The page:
Now it’s time to apply your water based dye to match.

You can do this a couple of ways, either wipe it on or spray it on with either a paint gun or a preval. I almost always spray my dyes, it just seems to look better in the end and less dye is wasted, but that is totally up to you. I have found it’s easier to also run the vehicle while your dying the leather steering wheel because you can position the wheel where you need it and your not trying to dye with your gun upside down. Remember the back of the leather steering wheel too 🙂

Some people after dying will stop and call it good, which is OK because the dyes I use are ready to spray and really don’t need anything else. But I like to topcoat all my dyes with a clear water based topcoat, to me it just gives more of a barrier to wear and makes the repair last longer. I use a low gloss topcoat applied with a spray gun just like the dye.

Now I still don’t stop there either…This is a little trick I came up with kinda on my own. I found that some of the leather steering wheels after being repaired and dyed just felt dry and didn’t look natural. What I do is apply a water based leather conditioner and then I apply a leather wax or chap wax. What this does is not only restore the oils lost in the repair process but make the leather steering wheel look and feel factory. The wax also protects the leather from water and lotions that may get on there later. It just makes the leather look and feel new again!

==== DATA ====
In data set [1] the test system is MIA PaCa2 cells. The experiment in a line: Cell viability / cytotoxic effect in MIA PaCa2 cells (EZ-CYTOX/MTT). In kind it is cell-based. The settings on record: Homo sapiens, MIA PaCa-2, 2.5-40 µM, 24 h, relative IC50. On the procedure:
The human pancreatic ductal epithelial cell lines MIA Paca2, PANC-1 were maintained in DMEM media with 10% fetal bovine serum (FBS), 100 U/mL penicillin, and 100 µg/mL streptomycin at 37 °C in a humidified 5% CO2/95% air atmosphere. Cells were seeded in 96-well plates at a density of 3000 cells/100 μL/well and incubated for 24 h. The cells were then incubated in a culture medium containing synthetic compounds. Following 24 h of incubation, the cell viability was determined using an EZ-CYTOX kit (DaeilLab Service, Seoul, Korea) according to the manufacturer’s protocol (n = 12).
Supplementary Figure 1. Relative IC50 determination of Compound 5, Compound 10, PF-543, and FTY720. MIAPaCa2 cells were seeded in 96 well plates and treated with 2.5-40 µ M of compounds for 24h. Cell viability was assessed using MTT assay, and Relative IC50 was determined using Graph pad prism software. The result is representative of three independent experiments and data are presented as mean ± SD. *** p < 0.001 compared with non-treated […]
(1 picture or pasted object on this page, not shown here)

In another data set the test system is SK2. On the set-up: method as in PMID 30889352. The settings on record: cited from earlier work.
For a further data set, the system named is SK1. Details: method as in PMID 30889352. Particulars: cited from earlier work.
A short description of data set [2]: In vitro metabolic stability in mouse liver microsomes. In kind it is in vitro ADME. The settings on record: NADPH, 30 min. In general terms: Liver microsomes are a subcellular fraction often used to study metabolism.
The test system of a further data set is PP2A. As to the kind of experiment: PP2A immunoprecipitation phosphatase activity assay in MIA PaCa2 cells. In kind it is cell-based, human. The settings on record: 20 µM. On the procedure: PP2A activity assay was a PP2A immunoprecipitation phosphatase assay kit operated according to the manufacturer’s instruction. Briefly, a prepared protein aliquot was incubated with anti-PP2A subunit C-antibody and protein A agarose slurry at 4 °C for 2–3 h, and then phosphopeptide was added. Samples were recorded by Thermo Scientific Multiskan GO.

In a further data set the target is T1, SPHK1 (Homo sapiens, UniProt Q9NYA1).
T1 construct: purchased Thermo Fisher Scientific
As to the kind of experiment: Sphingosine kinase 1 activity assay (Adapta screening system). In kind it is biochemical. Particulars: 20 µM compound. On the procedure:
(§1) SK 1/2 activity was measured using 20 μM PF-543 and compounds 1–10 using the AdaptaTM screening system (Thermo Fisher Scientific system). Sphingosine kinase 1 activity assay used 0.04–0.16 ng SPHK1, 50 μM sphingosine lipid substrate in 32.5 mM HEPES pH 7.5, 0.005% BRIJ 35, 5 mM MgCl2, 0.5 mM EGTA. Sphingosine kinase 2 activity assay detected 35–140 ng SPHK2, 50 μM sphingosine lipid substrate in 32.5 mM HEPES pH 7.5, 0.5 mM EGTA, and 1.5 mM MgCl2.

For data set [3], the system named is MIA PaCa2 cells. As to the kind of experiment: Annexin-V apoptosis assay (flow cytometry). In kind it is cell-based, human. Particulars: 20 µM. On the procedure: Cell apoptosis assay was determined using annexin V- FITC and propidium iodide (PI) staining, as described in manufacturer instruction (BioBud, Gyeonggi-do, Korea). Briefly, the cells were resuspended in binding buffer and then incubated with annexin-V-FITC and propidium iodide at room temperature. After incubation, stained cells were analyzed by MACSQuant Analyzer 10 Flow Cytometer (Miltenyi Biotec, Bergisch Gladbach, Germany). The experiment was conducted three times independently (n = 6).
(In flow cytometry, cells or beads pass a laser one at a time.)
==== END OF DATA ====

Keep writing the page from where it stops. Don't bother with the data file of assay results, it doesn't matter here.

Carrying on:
Products that I use in all my repairs are from one of I think is the best on the market, Viper Products. I have used a lot of different products in the past and have found Viper has a higher performance dye and compounds then any other I’ve used before. So go check them out, I really think you will be impressed!

Well I hope this helps more then my last post on how to repair a leather steering wheel. Just remember to take your time when doing any repair and use a water based dye on the leather, not only is it safer for you and everybody else but I promise you it will look better in the end and last a lot longer which is what you wanted in the first place.